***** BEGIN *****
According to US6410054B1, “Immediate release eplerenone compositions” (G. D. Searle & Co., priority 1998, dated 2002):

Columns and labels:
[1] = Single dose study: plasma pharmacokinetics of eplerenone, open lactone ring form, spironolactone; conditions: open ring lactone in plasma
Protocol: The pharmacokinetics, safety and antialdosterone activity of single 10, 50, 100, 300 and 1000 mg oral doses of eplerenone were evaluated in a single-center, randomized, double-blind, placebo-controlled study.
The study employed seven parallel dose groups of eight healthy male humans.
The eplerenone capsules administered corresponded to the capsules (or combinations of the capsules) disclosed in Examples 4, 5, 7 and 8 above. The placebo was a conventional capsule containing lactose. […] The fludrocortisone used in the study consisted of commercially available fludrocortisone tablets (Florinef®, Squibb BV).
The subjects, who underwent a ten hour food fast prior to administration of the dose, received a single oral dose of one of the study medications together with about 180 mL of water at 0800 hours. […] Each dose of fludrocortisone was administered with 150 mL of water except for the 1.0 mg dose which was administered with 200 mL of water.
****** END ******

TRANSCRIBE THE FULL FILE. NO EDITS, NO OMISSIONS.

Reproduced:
According to US6410054B1, “Immediate release eplerenone compositions” (G. D. Searle & Co., priority 1998, dated 2002):

Columns and labels:
[1] = Single dose study: plasma pharmacokinetics of eplerenone, open lactone ring form, spironolactone; conditions: open ring lactone in plasma
Protocol: The pharmacokinetics, safety and antialdosterone activity of single 10, 50, 100, 300 and 1000 mg oral doses of eplerenone were evaluated in a single-center, randomized, double-blind, placebo-controlled study.
The study employed seven parallel dose groups of eight healthy male humans.
The eplerenone capsules administered corresponded to the capsules (or combinations of the capsules) disclosed in Examples 4, 5, 7 and 8 above. The placebo was a conventional capsule containing lactose. […] The fludrocortisone used in the study consisted of commercially available fludrocortisone tablets (Florinef®, Squibb BV).
The subjects, who underwent a ten hour food fast prior to administration of the dose, received a single oral dose of one of the study medications together with about 180 mL of water at 0800 hours. […] Each dose of fludrocortisone was administered with 150 mL of water except for the 1.0 mg dose which was administered with 200 mL of water.